Polish terminal to ensure gas independence from Russia
Polish Prime Minister Ewa Kopacz on Monday opened a maritime liquefied natural gas (LNG) terminal on the Baltic coast to ensure the EU member's energy independence from Russia.
The 720-million-euro ($820-million) investment in the northwestern city of Swinoujscie comes at a time when Poland has built hundreds of kilometres (miles) of pipelines and underground gas reservoirs over the last few years.
"Poland has achieved its strategic goal: we're independent when it comes to gas," Kopacz said at the opening ceremony, adding that this independence affords Warsaw the option of negotiating prices.
The terminal will have an initial capacity of an annual five billion cubic metres, or a third of the gas consumed by Poles every year. The capacity could reach up to 7.5 billion cubic metres in the coming years.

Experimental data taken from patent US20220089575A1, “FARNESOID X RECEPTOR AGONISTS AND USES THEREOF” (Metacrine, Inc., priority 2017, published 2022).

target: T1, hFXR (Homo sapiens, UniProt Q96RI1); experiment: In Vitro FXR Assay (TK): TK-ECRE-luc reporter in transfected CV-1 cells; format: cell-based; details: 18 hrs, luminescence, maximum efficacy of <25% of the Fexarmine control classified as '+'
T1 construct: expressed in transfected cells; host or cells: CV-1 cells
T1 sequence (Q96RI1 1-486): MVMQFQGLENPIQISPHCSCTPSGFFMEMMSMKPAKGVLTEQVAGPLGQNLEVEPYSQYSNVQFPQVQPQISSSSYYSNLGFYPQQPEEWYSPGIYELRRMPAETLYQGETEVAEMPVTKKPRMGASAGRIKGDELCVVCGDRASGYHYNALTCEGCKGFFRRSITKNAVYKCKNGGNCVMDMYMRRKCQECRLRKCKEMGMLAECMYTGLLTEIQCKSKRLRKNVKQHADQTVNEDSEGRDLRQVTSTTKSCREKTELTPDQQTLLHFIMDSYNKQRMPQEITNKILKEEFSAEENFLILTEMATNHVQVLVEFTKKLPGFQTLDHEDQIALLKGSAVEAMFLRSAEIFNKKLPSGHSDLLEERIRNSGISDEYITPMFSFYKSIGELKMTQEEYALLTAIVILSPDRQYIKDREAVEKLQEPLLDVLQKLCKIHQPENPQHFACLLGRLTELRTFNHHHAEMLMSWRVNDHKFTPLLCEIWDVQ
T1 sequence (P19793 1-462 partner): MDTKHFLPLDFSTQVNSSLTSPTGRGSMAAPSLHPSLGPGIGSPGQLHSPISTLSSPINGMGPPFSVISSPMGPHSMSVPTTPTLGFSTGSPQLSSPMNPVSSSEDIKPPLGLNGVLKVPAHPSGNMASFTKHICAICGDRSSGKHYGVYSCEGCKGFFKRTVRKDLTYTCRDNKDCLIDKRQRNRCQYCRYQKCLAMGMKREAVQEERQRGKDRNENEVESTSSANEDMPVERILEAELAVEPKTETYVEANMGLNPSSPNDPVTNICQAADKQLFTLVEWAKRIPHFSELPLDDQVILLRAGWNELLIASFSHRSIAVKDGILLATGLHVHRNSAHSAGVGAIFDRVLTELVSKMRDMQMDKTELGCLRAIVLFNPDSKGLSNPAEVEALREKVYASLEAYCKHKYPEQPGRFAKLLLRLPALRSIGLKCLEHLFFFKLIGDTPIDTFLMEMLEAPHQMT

The country of 38 million people currently depends on its own resources for a third of the gas it consumes. It imports 40 percent from Russia and 20 percent from Central Asia.
The decision to build the terminal was made in 2006, and its construction by energy services group Saipem -- a subsidiary of Italian oil giant Eni -- was initially supposed to be completed last year.
The first liquefied gas tanker will arrive from Qatar -- the largest producer of liquefied natural gas in the world -- around mid-December.
Poland inked a 20-year gas delivery deal with Qatargas in 2009 regarding its Swinoujscie terminal.
A long string of gas disputes between Ukraine and Moscow has repeatedly threatened Russian energy supplies to Poland and other EU members further west.
Polish politicians have also railed against Russia's Nord Stream pipeline, which pumps gas along the Baltic Sea floor to Germany.
Warsaw argues Nord Stream undermines Poland's energy security stemming from its role as a transit country for Russian gas via the Yamal-Europe pipeline.
© 2015 AFP